1 cup mild flavored honey (clover, raspberry, wildflower)
1/2 cup balsamic vinegar
1/2 cup apple cider vinegar

Mash the strawberries and honey together with a fork or potato masher in a nonreactive bowl. Cover the bowl and let it sit at room temperature for at least 24 hours but no more than 72 hours. The longer it sits, the more the fruit will ferment. Strain the fruit through a fine mesh sieve or chinois (also called a China cap) to separate the berries from the syrup. Add the vinegars to the syrup, stir well, and bottle the syrup in sterilized bottles or jars. Refrigerate. Shake the bottles or jars every few days. Use once the flavor suits your tastes. I usually wait two months before using it in drinks and less when using it in a vinaigrette.

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Beet and Parsnip Latkes

Latkes are one of my favorite fall/winter foods. They’re very versatile and the traditional potato and onion can be exchanged for pretty much any firm vegetable. I like sweet potatoes, carrots, beets, and purple potatoes in any combination, with or without onion. I even made summer latkes with shredded apples, onion, and fennel bulb this year. I picked up parsnips at the store recently & made baked latkes with them and beets from my garden. I baked them because it’s easier for me than frying them. I like to serve them with seasoned Greek yogurt. My current favorite is garlic cumin yogurt. I add minced garlic, salt, black pepper and cumin to plain, full fat Greek yogurt to taste. One day I’ll measure ingredients and type up a recipe.

2 medium beets, peeled & shredded (about 2 cups)
1 large parsnip, peeled & shredded (about 2 cups)
1 egg
2 Tbs flour of your choice (I use quinoa)
1 Tbs coconut oil
1/2 tsp baking soda
1/2 tsp salt
1/4 tsp pepper

Preheat oven to 350°F. Prepare a baking sheet with a silpat baking mat or parchment paper. Squeeze all the moisture out of the shredded beets and parsnips with a flour sack towel or paper towels. Combine all ingredients in a medium bowl and stir until the vegetables are evenly coated with the other ingredients. Using a 1/4 cup measuring cup, scoop up latka mixture and form into tight balls with your hands. Place on the baking sheet and flatten with your palm. Bake for 15 minutes, flip the latkes over and bake for another 15 minutes. Remove from the oven & serve.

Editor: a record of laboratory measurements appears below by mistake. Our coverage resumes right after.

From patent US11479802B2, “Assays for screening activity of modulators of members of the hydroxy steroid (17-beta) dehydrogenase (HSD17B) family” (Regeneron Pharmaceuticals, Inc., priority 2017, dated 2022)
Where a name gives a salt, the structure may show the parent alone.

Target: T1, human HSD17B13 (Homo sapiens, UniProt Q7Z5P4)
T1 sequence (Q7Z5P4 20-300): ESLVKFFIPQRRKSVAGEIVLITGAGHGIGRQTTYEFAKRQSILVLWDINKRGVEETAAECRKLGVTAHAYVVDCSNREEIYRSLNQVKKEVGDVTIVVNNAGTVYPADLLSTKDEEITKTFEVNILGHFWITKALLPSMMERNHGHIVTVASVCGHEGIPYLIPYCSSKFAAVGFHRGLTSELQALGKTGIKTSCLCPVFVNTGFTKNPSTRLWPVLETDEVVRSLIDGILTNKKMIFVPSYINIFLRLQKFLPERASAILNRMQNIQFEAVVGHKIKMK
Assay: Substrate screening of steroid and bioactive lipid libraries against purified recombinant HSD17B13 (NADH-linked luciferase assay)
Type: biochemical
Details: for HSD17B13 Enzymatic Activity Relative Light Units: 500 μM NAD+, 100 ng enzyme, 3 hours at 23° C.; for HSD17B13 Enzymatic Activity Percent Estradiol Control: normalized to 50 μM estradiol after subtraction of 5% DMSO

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Chickpea & Seed Bread

I had 4 egg whites I needed to use so I decided to make bread. Whipped egg whites folded into the dough gives yeast free breads a lighter texture. I hoped combining chickpea flour and almond flour would give the bread a less cake-like texture. For extra nutrition, I added a bunch of raw seeds. I used what I had on hand. I recommend pulsing the hempseeds in a food processor a couple of times to crush them. I didn’t do that and they were very crunchy in the bread. Other than that, I’m very happy with how this recipe turned out. It tastes good, has a good texture, and doesn’t crumble as easily as most grain free breads.

1 1/2 chickpea flour

1 cup blanched extra fine almond flour

1 1/4 cup water

4 egg whites

2 whole eggs

1/4 cup olive oil

1/4 cup flaxseed meal

1/4 cup psyllium husk powder or chia seed meal

1/4 cup raw pepitas (shelled pumpkin seeds)

1/4 cup raw sunflower seeds

1/4 cup hempseeds, crushed

1/4 cup raw sesame seeds

1 Tsp apple cider vinegar

1 tsp baking powder

1 tsp salt

Preheat oven to 325°F. Prepare a loaf pan with a piece of parchment paper in the bottom and coconut oil or olive on the sides. In a large bowl, combine dry ingredients: chickpea flour, almond flour, flaxseed meal, psyllium husk powder, pepitas, sunflower seeds, hempseeds, sesame seeds, baking powder, and salt. Stir until well mixed. Whip the egg whites into stiff peaks and set aside. Make a well in the dry ingredients and add the whole eggs, olive oil, vinegar, and water. Whisk wet ingredients together with a fork to break up the eggs. Stir the dry ingredients into the wet ingredients with a wooden spoon until well combined. Gently fold the egg whites into the bread dough. Pour into prepared loaf pan. Bake for 60-75 minutes, until the top is light brown and a tester inserted into the center comes out clean. Let cool at least 30 minutes before removing from the pan. Keep refrigerated or freeze.

Posted in Breads, Dairy Free, Gluten Free, Grain Free, Specialized Diets | 1 Comment

Sugar Free Almond Coconut Cupcakes

For my birthday last week I adapted a recipe I found online for almond coconut cake. It’s the most successful grain free, sugar free cake I’ve ever made. The texture is light and fluffy, the flavor is buttery and sweet with a hint of almond. I had it with previously frozen blueberries for breakfast and with fresh raspberries and real whipped cream for dessert after dinner.

Almond coconut cake

I again used Pyure brand pre-blended stevia extract and erythritol and am still very happy with it’s performance. A word of caution, though, don’t buy the baking blend which has added maltodextrin and measures 1:1  with sugar rather than 2:1. With stevia and erythritol blends, less is more. Truvia also is a stevia extract/erythritol blend. Making your own is also easy if you buy granulated erythritol and powdered stevia extract. Until I found the Pyure stevia blend, I made my own.  1/2 cup erythritol + 1/2 tsp stevia extract = 1 cup sugar = 1/2 cup stevia/erythritol blend.